Kelli: I love the music history this place has.We’ve  gotten to get comfortable at venues where my heroes did the same. I read Carrie Bronwstein’s autobiography shortly after we moved up here and it made every stroll I take through Olympia feel like it could turn into something greater, something that maybe I’d write a book about one day.

What is the scene like there now? Where are the places to hang out and listen to Skating Polly?

Peyton: We haven’t had a lot of time to explore the scene here since we moved because we’ve been touring a lot or working on music in our basement or shooting music videos. I’m excited to get to know the scene more thoroughly though. We’re pretty into this local band we played with, The Naked Giants and we’ve also seen this rad band from Seattle, Steal Shit Do Drugs a couple times!

Kelli: If you’re ever in the Seattle/ Tacoma area you have to check out Stargazer Comics. That’s where you’ll hear our music along with Katastrophy Wife, Pink Floyd, Radiohead, The Dandy Warhols and lots of black metal playing on repeat! Past that there are so many record stores! You could fill a week up with visiting all the record stores around here.

What about Oklahoma, where you originate. What is the music scene like there?

Peyton: The scene in Oklahoma is very interesting, I think, because at one show you’ll hear all different kinds of music. It doesn’t really matter to them if your music sounds the same as long as you’re playing good music.

Kelli: Yeah pretty much all of our favourite Oklahoman artists/bands are drastically different from each other. We got Tyson Meade (Eno-ish rock), Samantha Crain (poppy singer songwriter folk), Annie Oakley (Americana Pop), Jabee (rap), Sex Snobs (sludgy, heavy punk), Depth & Current (loud chaotic shoegaze).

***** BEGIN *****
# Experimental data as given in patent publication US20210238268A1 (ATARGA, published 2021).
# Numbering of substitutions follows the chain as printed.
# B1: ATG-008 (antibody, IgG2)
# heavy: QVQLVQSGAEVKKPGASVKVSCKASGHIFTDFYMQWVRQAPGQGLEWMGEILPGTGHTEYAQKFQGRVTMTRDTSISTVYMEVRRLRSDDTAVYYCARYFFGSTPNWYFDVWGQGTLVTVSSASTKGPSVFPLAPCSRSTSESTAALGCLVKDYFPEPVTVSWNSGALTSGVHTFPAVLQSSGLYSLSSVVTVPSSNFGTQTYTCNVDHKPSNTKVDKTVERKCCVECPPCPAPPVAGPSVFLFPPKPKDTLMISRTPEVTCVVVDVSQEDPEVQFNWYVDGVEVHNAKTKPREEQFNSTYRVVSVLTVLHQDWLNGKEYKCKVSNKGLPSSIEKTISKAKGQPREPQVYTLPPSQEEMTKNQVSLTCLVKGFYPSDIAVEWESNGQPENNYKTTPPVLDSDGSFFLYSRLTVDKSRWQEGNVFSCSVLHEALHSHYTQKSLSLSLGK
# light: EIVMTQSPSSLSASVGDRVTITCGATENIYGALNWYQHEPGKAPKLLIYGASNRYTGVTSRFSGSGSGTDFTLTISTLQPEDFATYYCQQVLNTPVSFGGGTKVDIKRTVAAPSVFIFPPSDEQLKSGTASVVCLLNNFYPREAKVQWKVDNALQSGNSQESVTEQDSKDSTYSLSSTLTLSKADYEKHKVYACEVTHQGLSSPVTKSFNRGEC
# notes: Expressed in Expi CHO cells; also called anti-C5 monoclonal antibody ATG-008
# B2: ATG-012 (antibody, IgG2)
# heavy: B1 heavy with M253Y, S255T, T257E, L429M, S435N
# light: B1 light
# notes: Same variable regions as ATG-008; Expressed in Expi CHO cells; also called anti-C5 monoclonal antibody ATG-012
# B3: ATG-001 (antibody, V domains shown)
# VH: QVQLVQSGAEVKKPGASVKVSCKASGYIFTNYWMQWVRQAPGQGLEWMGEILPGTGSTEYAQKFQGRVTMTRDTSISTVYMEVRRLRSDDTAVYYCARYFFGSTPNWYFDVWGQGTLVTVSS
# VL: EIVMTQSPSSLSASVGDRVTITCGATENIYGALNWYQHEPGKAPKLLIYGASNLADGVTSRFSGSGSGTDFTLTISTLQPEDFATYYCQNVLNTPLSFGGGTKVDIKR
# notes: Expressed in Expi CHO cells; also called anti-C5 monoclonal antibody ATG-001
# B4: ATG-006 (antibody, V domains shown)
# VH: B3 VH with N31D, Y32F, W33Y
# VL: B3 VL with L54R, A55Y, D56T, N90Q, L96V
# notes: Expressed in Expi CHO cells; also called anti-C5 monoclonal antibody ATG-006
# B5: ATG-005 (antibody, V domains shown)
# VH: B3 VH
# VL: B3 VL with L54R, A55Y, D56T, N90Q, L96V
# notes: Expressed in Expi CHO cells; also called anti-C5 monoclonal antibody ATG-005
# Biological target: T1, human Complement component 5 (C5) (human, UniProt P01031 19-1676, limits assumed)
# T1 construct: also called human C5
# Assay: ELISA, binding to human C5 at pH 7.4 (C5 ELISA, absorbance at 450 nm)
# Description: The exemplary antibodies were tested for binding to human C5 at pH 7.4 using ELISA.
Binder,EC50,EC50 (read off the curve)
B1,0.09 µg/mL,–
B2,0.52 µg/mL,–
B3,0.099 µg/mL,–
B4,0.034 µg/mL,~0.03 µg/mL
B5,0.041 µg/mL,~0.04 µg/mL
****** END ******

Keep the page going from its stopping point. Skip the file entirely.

The videos for your songs generally have a home made feel about them but have some great ideas. Tell us about them?

Kelli: Most of our videos are home made we just put lots of time and effort into the concepts and the execution. We have two videographer friends that were our go to “let’s  make a video right now! guys” and their names are Dave Smith and Drake Matney. If we have one of them on board we go brainstorm an idea together, pick out some locations, pick out some outfits and props, and go for it! We’ve done bigger productions for a few videos as well, but a lot times my favourites ending up being the ones we did very guerrilla style.

The video for Morning Dew leans towards politics. Are you a very political band?

Peyton: I’d say we’re very political people, so it is bound to spill into our music every once in a while, but that’s only because we write about how we feel. We didn’t start a band to get a political message out, but we aren’t afraid to write about it.